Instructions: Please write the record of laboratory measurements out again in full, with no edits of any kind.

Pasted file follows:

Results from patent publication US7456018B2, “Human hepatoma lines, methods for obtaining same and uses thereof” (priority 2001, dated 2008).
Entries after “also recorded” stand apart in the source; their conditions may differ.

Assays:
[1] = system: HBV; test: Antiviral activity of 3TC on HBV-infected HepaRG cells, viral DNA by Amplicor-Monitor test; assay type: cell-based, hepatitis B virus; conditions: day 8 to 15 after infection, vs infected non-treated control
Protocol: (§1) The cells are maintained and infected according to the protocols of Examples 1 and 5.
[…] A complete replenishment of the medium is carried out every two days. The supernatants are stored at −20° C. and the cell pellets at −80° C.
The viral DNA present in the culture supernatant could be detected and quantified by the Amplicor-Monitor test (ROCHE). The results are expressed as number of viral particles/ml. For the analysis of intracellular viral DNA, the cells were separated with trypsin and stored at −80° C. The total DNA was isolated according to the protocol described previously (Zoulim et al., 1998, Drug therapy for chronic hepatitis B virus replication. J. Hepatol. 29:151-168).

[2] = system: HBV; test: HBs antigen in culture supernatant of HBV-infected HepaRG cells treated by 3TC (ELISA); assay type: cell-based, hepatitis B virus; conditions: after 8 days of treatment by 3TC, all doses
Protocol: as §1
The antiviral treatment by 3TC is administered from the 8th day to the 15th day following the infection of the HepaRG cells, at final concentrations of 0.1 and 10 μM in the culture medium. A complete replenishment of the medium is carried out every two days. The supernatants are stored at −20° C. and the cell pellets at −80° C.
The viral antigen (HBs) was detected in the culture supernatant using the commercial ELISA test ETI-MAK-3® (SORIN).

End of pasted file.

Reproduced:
Results from patent publication US7456018B2, “Human hepatoma lines, methods for obtaining same and uses thereof” (priority 2001, dated 2008).
Entries after “also recorded” stand apart in the source; their conditions may differ.

Assays:
[1] = system: HBV; test: Antiviral activity of 3TC on HBV-infected HepaRG cells, viral DNA by Amplicor-Monitor test; assay type: cell-based, hepatitis B virus; conditions: day 8 to 15 after infection, vs infected non-treated control
Protocol: (§1) The cells are maintained and infected according to the protocols of Examples 1 and 5.
[…] A complete replenishment of the medium is carried out every two days. The supernatants are stored at −20° C. and the cell pellets at −80° C.
The viral DNA present in the culture supernatant could be detected and quantified by the Amplicor-Monitor test (ROCHE). The results are expressed as number of viral particles/ml. For the analysis of intracellular viral DNA, the cells were separated with trypsin and stored at −80° C. The total DNA was isolated according to the protocol described previously (Zoulim et al., 1998, Drug therapy for chronic hepatitis B virus replication. J. Hepatol. 29:151-168).

[2] = system: HBV; test: HBs antigen in culture supernatant of HBV-infected HepaRG cells treated by 3TC (ELISA); assay type: cell-based, hepatitis B virus; conditions: after 8 days of treatment by 3TC, all doses
Protocol: as §1
The antiviral treatment by 3TC is administered from the 8th day to the 15th day following the infection of the HepaRG cells, at final concentrations of 0.1 and 10 μM in the culture medium. A complete replenishment of the medium is carried out every two days. The supernatants are stored at −20° C. and the cell pellets at −80° C.
The viral antigen (HBs) was detected in the culture supernatant using the commercial ELISA test ETI-MAK-3® (SORIN).